The sheriff said he typically works three 24-hour shifts in a row. Then his chief deputy comes on and does the same, alternating weekends off. Sheriff Winn also employs four full-time and some part-time dispatchers, who handle calls for not only Scotland County, but also for other emergency responders in the area. The dispatchers also serve as jailers, preparing and serving meals to inmates.
Finding and then keeping quality employees has been a challenge for Sheriff Winn, soon to be entering his fifth term. With a population of approximately 4,500 – 40 to 50 percent of which belongs to a Mennonite community – he said he has had a difficult time even recruiting employees for his office.
He expects to face another challenge in the future when he tries to find the resources that will be needed to build a new jail. He currently houses male inmates in a six-man jail located in the basement of the county’s century old courthouse. Women are housed in Clark County, which costs the county $35 per day, per female inmate.
“It’s not that I want a bigger jail. I just want a safer jail. We don’t have direct supervision, we don’t have a big enough staff to adequately monitor the inmates, our locking system is antiquated, and every time we take someone out, we have to walk them through space that is shared with the public. We have several different points where they could escape if they put their minds to it,” Sheriff Winn said.
Primarily agricultural, with little opportunity for sales tax growth, there’s not a lot of promise for change.
One thing that has changed is the type of crimes they regularly handle.
“I can remember when methamphetamine first became ‘the thing.’ We didn’t know anything about it and then suddenly, we were swamped with cases. That’s become less of a problem but now we’re dealing with prescription drug abuse,” he said, adding that the crime isn’t limited to the young. “We unfortunately are dealing with drug abusers of all ages.”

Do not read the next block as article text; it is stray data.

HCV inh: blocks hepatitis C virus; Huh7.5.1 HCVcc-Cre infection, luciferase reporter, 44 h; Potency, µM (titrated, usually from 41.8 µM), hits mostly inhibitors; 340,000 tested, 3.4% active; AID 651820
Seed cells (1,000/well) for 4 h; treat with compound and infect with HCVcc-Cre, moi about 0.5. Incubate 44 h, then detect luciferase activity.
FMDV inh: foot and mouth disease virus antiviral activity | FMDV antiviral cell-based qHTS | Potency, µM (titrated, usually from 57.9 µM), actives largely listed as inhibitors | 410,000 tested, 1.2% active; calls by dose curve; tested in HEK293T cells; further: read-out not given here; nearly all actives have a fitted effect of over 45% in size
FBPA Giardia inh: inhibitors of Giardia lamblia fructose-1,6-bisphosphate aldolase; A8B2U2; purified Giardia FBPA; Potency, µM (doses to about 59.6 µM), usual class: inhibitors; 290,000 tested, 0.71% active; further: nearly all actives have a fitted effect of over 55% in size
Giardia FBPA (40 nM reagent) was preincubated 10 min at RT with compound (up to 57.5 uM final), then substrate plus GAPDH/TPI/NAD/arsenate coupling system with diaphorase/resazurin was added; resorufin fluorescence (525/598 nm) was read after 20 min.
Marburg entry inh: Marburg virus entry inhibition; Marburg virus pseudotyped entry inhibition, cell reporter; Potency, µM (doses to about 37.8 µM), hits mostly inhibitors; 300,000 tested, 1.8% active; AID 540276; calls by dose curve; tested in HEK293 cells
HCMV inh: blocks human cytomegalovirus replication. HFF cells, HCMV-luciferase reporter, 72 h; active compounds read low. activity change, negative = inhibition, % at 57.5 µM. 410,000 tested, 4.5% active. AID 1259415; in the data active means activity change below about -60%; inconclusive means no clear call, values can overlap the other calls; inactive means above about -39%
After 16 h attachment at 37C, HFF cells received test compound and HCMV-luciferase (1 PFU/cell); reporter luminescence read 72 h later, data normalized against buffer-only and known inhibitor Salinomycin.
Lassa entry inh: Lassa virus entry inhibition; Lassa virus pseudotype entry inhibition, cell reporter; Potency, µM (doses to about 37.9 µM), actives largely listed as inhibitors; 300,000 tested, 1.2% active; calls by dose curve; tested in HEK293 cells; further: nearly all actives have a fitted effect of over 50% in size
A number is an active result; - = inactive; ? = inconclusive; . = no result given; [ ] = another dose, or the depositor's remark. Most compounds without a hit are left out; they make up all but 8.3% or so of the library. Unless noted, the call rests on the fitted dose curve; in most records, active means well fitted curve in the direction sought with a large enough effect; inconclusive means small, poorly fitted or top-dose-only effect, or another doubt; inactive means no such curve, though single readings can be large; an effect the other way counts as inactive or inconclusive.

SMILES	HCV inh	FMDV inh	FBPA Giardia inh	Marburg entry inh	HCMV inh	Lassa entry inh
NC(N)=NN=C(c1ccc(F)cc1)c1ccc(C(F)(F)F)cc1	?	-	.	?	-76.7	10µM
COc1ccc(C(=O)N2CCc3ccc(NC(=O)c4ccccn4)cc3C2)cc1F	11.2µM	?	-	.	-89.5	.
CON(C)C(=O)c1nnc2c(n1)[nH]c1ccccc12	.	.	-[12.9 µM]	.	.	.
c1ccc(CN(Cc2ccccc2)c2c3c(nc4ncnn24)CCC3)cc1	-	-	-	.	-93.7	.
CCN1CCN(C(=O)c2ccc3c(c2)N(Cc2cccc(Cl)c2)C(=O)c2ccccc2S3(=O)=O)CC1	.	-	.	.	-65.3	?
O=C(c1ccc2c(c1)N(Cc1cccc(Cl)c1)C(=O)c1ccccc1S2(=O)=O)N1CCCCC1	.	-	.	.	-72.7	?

One thing that hasn’t changed in the past 16 years is the sheriff’s love for deer and turkey hunting and fishing.
He fishes for anything that swims but said crappie and walleye are his favorite – and he fishes in any body of water he can find – farm ponds or lakes in Iowa, North Dakota, Nebraska, Illinois and of course, Missouri. Although his wife, Brenda, sometimes accompanies him on his trips, it’s as a passenger and not a participant.
“She likes to ride in the boat but she doesn’t like to fish,” he said, adding that wasn’t the case for his daughter, 26, and son, 24, who both share his passion.
Sheriff Winn is also passionate about the support he received from his office and his community after a near-fatal accident on the night of March 19, 2003. While responding to a domestic call, he rolled his truck and was ejected.
“They say I wasn’t wearing my seatbelt. I almost always wore my seatbelt at that time but it either didn’t work or I failed to put it on,” he said, adding, “I always make sure it’s on now! When I was ejected, I broke all my ribs in two places on my left side and I had a punctured lung, a ruptured spleen and two skull fractures. I spent three weeks in the hospital – but don’t remember being there – and was then transferred to the Rusk Rehab in Columbia, where I stayed until May 1. Then I underwent physical therapy throughout the summer to get my strength and balance back, and returned to work in September 2013. They say I almost died but I don’t remember anything about it, which is a blessing, I suppose.”
He does remember, however, that everyone stepped up to help, “and for that, I’m very thankful.”